Roop, unarguably the character with stronger writing, gets more focus than anyone in the film. Roop is a multi-faceted woman who can sing and dance exceptionally well, which makes us wonder why she even needs classes from Begum apart from giving the movie a chance to let her meet Zafar. She has a good journalistic attitude, that also is later forgotten, while also offering marketing advice to her much-experienced husband. At one point, in the aforementioned bull-fighting scene, I even expected her to shove Zafar aside and take the bull by its horns, just like I wanted Alia to take the movie’s flaws by its horns too. Unfortunately, nothing of that sort happened, either way.

Roop gets a lot of room to establish herself as a strong, driven character, a trait that loses its way when she is turned into this forlorn girl caught a love that never should have happened and a marriage that never should have solemnised. Compared to Roop and Zafar, the other main characters feel less explored, including Dev, Balraj, Bahar and an interesting Abdul, though, yes, they have their moments. Most unfair, though, isKalank‘s treatment of Satya, whose arc had so much potential and pathos, but is ignored for the love story to develop.

Even the partition massacre in the climax makes its roots surrounding the romance and family drama. This leads to a clichéd, over-stretched finale that is too predictable, highly melodramatic with too much use of slow-motion to ruin discernible tension, if any.


You can also not discount Sanjay Leela Bhansali’s heavy influences, not just in the set-design but also in the screenplay. Kalank draws inspirations from some of Sanjay Leela Bhansali’s popular works like Hum Dil De Chuke Sanam, Devdas and even Bajirao Mastani. There is weirdly a scene where the two male leads bond with each other without knowing their identities a Hum Dil De Chuke Sanam, that also somehow manages to insert a parallel to an iconic scene from Yeh Jawaani Hai Deewani. The dialogues are sporadically powerfully, when they don’t get too lost in applauding itself for trying to be inherently poetic.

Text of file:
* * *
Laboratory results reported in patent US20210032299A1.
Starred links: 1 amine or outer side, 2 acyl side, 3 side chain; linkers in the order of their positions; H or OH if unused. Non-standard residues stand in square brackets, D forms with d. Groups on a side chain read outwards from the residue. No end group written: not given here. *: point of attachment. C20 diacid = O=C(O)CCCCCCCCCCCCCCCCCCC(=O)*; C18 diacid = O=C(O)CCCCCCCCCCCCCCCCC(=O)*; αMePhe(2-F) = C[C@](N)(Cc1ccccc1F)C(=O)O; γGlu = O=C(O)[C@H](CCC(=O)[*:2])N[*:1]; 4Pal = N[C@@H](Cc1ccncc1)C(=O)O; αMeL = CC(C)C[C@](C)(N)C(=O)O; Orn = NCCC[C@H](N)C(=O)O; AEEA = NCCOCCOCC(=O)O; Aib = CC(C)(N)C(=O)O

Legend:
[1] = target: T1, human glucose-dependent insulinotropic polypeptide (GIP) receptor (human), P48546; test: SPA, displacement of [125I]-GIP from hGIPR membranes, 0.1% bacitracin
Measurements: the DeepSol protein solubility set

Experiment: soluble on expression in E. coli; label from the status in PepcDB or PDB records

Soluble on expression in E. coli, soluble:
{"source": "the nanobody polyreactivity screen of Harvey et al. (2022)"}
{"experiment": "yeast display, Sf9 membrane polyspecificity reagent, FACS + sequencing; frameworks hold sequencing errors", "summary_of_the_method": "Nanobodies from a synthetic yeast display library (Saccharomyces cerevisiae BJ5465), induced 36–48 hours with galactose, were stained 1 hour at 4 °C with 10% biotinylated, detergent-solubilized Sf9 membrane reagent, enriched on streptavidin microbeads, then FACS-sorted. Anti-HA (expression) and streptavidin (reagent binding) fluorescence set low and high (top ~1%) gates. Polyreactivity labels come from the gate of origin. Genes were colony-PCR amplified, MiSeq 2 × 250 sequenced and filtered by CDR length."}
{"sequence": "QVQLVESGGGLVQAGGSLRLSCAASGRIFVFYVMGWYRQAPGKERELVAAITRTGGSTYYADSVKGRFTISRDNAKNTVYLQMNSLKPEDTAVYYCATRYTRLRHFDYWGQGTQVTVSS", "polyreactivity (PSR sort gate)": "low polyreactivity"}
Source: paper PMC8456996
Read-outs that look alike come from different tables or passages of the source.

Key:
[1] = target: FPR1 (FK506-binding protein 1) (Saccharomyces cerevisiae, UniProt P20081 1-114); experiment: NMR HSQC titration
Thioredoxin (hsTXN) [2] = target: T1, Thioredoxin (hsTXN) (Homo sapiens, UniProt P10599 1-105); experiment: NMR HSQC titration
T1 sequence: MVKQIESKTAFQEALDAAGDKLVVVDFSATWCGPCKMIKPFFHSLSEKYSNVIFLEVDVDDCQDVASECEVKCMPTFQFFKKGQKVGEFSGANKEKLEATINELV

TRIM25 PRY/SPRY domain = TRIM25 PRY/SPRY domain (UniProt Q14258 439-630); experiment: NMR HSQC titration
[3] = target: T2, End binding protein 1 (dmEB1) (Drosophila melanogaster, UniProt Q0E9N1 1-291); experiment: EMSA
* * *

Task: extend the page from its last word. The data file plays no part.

That said, I loved how beautifully framed Kalank is in nearly every scene. Sure, like every KJo movie, Kalank makes me wonder, as to how the characters dress themselves up to match their surroundings. But the aesthetic value in the film is undeniably the best I had seen in recent times, kudos to Binod Pradhan’s spell-binding cinematography and the terrific production design. I could just watch the Dussehra sequence during the lovely “Ghar More Pardesiya” track the whole day without getting bored. Pritam’s score is mellow, but the Kalank theme feels quite familiar to AR Rahman’s “Dreams on Fire“.

The Performances

Nearly every actor in the cast gives a good account of himself or herself, but the highlight of Kalank is definitely Alia Bhatt’s mature performance in the best-written (comparatively) character of the movie. The young actress has been going strength to strength with every performance of hers, and Kalank is undeniably among her stronger acts. In fact, it is the movie that lets her down mostly towards the latter part where Alia is restricted to mostly trying to look miserable.

Varun Dhawan is enigmatic in a character, that is confused in its desire to keeping it in the grey area. The role of Zafar should have been challenging for the talented young superstar, but instead, the writers choose to not take risks with it. Madhuri Dixit Nene is graceful and she is a vision to behold in the dance sequences. Sanjay Dutt, in a special appearance of sorts, shines in the one sequence that involves Mads.

Aditya Roy Kapur plays the straight guy Dev a little too straight. Agreed that the movie doesn’t let him many opportunities to voice his reasons, but that can’t defend how stilted Aditya’s performance feels at times. Sonakshi Sinha, in a very limited role, deserves better. Kunal Kemmu impresses as the malicious leader of the Muslim youth in Hira Mandi. Kiara Advani, in a cameo, gets less scope as one of the courtesans in Begum’s haveli.



– The Performances

– Lovely Frames

– Occasional Moments of Drama


– The Trite Romantic Saga

– Too Lengthy to Make an Impact

– Underdeveloped, Interesting Subplots

Final Thoughts

Kalank is beautiful to look at and boasts of an incredible cast with some good performances. And yet this love saga, which had the potential to be great, is tainted with a cluttered, over-stretched screenplay and a melodramatic treatment. Kalank might work for die-hard shippers for Alia Bhatt-Varun Dhawan pairing!

Rating: 3/ of 5